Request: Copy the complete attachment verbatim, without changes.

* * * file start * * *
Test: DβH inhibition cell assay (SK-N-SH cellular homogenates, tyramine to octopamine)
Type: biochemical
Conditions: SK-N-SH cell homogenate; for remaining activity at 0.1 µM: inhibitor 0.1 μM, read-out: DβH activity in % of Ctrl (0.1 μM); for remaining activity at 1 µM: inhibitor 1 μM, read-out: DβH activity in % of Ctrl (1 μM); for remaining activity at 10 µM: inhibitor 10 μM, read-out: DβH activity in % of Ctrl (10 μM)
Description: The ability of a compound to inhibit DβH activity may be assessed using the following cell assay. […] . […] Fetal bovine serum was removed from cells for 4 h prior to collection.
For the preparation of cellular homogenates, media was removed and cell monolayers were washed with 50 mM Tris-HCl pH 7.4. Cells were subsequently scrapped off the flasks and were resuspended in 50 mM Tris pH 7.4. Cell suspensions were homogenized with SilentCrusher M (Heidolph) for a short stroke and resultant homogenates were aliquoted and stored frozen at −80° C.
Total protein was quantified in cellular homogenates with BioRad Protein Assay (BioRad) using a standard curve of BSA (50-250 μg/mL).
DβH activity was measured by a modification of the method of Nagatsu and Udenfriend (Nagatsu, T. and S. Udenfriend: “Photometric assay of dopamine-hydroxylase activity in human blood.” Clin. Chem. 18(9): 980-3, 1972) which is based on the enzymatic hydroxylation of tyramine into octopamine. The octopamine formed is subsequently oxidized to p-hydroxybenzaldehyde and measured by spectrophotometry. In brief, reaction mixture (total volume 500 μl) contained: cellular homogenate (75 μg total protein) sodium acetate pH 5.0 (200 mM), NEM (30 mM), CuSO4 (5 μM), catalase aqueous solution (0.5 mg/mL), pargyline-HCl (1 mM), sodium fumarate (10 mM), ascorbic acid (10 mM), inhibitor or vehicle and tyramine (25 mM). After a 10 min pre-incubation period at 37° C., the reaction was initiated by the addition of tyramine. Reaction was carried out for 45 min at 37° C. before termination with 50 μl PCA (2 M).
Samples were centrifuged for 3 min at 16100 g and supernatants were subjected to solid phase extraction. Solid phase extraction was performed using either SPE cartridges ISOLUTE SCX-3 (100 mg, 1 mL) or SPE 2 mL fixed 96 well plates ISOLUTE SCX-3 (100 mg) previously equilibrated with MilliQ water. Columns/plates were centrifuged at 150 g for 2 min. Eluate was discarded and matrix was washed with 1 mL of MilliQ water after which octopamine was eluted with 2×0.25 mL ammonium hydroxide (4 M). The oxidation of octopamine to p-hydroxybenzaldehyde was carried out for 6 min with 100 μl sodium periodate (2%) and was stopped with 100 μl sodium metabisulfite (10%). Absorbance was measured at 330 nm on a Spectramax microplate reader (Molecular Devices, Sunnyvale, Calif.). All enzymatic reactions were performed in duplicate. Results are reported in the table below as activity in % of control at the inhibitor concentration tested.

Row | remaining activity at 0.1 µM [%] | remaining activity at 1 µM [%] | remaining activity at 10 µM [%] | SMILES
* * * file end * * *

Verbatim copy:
Test: DβH inhibition cell assay (SK-N-SH cellular homogenates, tyramine to octopamine)
Type: biochemical
Conditions: SK-N-SH cell homogenate; for remaining activity at 0.1 µM: inhibitor 0.1 μM, read-out: DβH activity in % of Ctrl (0.1 μM); for remaining activity at 1 µM: inhibitor 1 μM, read-out: DβH activity in % of Ctrl (1 μM); for remaining activity at 10 µM: inhibitor 10 μM, read-out: DβH activity in % of Ctrl (10 μM)
Description: The ability of a compound to inhibit DβH activity may be assessed using the following cell assay. […] . […] Fetal bovine serum was removed from cells for 4 h prior to collection.
For the preparation of cellular homogenates, media was removed and cell monolayers were washed with 50 mM Tris-HCl pH 7.4. Cells were subsequently scrapped off the flasks and were resuspended in 50 mM Tris pH 7.4. Cell suspensions were homogenized with SilentCrusher M (Heidolph) for a short stroke and resultant homogenates were aliquoted and stored frozen at −80° C.
Total protein was quantified in cellular homogenates with BioRad Protein Assay (BioRad) using a standard curve of BSA (50-250 μg/mL).
DβH activity was measured by a modification of the method of Nagatsu and Udenfriend (Nagatsu, T. and S. Udenfriend: “Photometric assay of dopamine-hydroxylase activity in human blood.” Clin. Chem. 18(9): 980-3, 1972) which is based on the enzymatic hydroxylation of tyramine into octopamine. The octopamine formed is subsequently oxidized to p-hydroxybenzaldehyde and measured by spectrophotometry. In brief, reaction mixture (total volume 500 μl) contained: cellular homogenate (75 μg total protein) sodium acetate pH 5.0 (200 mM), NEM (30 mM), CuSO4 (5 μM), catalase aqueous solution (0.5 mg/mL), pargyline-HCl (1 mM), sodium fumarate (10 mM), ascorbic acid (10 mM), inhibitor or vehicle and tyramine (25 mM). After a 10 min pre-incubation period at 37° C., the reaction was initiated by the addition of tyramine. Reaction was carried out for 45 min at 37° C. before termination with 50 μl PCA (2 M).
Samples were centrifuged for 3 min at 16100 g and supernatants were subjected to solid phase extraction. Solid phase extraction was performed using either SPE cartridges ISOLUTE SCX-3 (100 mg, 1 mL) or SPE 2 mL fixed 96 well plates ISOLUTE SCX-3 (100 mg) previously equilibrated with MilliQ water. Columns/plates were centrifuged at 150 g for 2 min. Eluate was discarded and matrix was washed with 1 mL of MilliQ water after which octopamine was eluted with 2×0.25 mL ammonium hydroxide (4 M). The oxidation of octopamine to p-hydroxybenzaldehyde was carried out for 6 min with 100 μl sodium periodate (2%) and was stopped with 100 μl sodium metabisulfite (10%). Absorbance was measured at 330 nm on a Spectramax microplate reader (Molecular Devices, Sunnyvale, Calif.). All enzymatic reactions were performed in duplicate. Results are reported in the table below as activity in % of control at the inhibitor concentration tested.

Row | remaining activity at 0.1 µM [%] | remaining activity at 1 µM [%] | remaining activity at 10 µM [%] | SMILES